might be infringed by the protection of the employees' privacy right? To
quantify the boundaries of the universal rights, one must therefore look
beyond ISCT to a more fairness-based methodology. 

Ethicist John Rawls's theory of distributive economic justice provides
fairness-based guidance for quantifying the boundary levels of fundamental
rights. Distributive justice defines ethical acts as those that lead to an
equitable distribution of good and services. To determine a fair method
for distributing goods and services, Rawls suggests that one consider how
we would distribute goods and services if we were under a "veil of
ignorance" that prevented us from knowing our status in society (i.e., our
intelligence, wealth, appearance). He asks that we consider what rules we
would impose on this society if we had no idea whether we would be princes
or paupers. Without knowing what role we might play in our society, would
we devise a system of constant employee monitoring or complete privacy in
all professional and personal endeavors? Rawls contends that those engaged
in the exercise would build a cooperative system that was sensitive to the
interests of all stakeholders. The reason Rawls believes that such a
standard would emerge is that the members of the exercise do not know
whether they would be among the employer population of employee
population. Actions consistent with a system devised under a veil of
ignorance are deemed ethical because of the inherent fairness of the

Rawls's theory of distributive justice does not provide guidance for
identifying the categories of fundamental rights. What Rawls does provide
is a method for establishing distribution rules that avoid market
transgressions of the boundaries of ethical actions. 

Conjoining ISCT and Rawlsian methods enables the identification of basic
human rights and boundaries, and provides for a reasonable balance between
economic and ethical consequences of privacy protection for both employees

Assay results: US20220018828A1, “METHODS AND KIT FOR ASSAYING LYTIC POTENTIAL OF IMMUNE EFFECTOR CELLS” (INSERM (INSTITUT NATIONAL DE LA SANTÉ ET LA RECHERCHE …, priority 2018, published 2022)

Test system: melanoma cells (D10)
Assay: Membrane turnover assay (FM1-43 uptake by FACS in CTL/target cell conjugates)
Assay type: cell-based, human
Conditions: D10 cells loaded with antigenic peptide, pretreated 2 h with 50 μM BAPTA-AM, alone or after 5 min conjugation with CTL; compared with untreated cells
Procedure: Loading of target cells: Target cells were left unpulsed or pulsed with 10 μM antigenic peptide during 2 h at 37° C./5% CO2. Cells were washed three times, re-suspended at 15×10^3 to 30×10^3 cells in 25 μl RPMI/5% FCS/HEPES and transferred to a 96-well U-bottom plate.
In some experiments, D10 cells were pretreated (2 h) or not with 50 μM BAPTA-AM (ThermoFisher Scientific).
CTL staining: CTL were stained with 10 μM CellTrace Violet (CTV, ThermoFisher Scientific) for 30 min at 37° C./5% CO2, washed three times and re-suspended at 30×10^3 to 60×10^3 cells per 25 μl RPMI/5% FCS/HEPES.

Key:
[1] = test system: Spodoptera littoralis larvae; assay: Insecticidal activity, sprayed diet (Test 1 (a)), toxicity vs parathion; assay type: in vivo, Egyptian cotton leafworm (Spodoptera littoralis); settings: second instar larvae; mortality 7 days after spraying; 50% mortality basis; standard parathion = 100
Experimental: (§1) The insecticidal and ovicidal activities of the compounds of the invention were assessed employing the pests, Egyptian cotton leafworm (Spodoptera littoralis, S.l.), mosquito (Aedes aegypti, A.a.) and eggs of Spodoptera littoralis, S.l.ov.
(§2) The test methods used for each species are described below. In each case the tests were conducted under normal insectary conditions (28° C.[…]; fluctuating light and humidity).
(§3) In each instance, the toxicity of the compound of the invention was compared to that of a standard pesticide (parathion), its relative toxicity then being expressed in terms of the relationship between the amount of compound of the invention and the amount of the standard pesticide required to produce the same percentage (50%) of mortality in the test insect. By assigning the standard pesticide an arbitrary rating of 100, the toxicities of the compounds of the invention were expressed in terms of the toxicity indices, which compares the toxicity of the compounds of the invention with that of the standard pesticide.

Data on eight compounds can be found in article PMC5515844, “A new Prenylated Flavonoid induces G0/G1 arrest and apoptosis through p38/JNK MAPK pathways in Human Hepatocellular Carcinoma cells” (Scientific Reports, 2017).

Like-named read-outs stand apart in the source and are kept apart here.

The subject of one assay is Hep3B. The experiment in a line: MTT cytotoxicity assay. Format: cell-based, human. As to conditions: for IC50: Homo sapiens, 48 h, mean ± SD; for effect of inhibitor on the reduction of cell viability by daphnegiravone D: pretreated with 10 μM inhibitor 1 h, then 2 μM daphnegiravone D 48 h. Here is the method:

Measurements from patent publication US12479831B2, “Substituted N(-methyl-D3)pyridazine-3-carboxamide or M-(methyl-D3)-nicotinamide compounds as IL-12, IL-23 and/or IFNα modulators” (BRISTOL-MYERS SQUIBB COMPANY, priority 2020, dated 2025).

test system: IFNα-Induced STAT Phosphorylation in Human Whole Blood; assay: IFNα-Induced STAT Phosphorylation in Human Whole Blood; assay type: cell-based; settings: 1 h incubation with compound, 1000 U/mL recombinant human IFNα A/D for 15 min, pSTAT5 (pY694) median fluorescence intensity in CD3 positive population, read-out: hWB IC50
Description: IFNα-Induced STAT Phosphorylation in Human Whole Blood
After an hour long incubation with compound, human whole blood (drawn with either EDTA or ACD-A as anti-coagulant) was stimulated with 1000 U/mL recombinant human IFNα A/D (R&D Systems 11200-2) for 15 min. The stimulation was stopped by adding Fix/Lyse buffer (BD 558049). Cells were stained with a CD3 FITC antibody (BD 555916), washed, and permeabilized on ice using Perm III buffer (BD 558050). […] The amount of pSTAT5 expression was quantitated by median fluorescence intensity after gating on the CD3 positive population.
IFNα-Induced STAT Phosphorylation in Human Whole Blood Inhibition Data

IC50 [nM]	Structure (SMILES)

and employers. ISCT establishes the underlying or foundational hypernorms
within a society, while distributive justice offers guidance on the extent
of those hypernorms and the means by which to implement them. 

The implementation of an ethical resolution:
Assuming for the purposes of this argument that privacy is a hypernorm,
but one that may be limited by the employer's congruent right to
managerial autonomy, how should the matter be resolved? I suggest a
fairness-based decision based on two values: integrity and accountability. 

Integrity, meaning consistency in values, would require that the
decision-maker define her or his values, as well as create a
prioritization of those values. This effort is often accomplished by a
firm's mission statement or statement of values. Then, when faced with a
dilemma or conflict between two or more of these values, the
decision-maker will have internal as well as external guidance regarding
the direction her or his decision should take. Second, no matter which
direction is taken, the decision-maker must be accountable to anyone who
is impacted by this decision. That would require a consideration of the
impact of alternatives on each stakeholder; a balancing of that impact
with the personal values addressed in the first step; and actions that
represent the accountability to the stakeholders impacted by the decision. 

Applying this process to a firm's response to monitoring and its impact on
employee privacy, the firm may obtain guidance from its mission statement
or alternative statement of values. Does monitoring satisfy or further the
mission or values of the firm? Assuming that monitoring satisfies or
furthers the values of the firm (since a negative relationship here would
end the discussion and resolve the dilemma), the employer must impose
monitoring in a manner that is accountable to those affected by the
decision to monitor. 

To be accountable to the impacted employees, the employer must respect
their privacy rights and their right to make informed decisions about
their actions. Accordingly, this model would require that the employer
should give adequate notice of the intent to monitor, including the form
of monitoring, its frequency, and the purpose of the monitoring. In
addition, to balance the employer's interests with those of the work